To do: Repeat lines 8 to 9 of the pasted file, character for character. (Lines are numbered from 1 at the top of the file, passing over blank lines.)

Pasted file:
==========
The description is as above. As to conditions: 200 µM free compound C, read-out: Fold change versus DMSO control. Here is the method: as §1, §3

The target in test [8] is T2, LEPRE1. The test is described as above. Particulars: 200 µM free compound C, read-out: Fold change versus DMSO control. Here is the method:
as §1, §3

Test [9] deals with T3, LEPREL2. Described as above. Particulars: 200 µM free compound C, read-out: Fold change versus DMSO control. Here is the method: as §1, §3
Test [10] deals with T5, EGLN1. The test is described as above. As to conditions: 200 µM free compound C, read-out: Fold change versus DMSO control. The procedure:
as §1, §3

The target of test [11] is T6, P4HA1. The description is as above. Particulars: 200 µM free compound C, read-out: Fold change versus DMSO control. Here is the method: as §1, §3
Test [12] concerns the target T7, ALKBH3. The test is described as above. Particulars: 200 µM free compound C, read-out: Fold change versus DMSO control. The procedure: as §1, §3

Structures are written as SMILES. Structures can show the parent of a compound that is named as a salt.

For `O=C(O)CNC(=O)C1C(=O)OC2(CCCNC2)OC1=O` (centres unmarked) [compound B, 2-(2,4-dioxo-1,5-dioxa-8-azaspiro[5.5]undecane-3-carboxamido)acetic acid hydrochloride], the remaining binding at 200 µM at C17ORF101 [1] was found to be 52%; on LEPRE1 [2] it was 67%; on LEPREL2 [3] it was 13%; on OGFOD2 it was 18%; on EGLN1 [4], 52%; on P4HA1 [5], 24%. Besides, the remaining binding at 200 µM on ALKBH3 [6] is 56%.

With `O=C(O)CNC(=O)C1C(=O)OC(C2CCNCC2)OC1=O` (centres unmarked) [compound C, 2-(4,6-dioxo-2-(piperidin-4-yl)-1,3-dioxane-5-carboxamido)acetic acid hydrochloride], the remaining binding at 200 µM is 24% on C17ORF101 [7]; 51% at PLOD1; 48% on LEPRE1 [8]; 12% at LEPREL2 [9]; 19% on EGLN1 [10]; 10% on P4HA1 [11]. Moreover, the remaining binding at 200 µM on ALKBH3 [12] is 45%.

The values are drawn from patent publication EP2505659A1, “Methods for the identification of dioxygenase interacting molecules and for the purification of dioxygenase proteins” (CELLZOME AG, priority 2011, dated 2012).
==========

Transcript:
Test [12] concerns the target T7, ALKBH3. The test is described as above. Particulars: 200 µM free compound C, read-out: Fold change versus DMSO control. The procedure: as §1, §3

Structures are written as SMILES. Structures can show the parent of a compound that is named as a salt.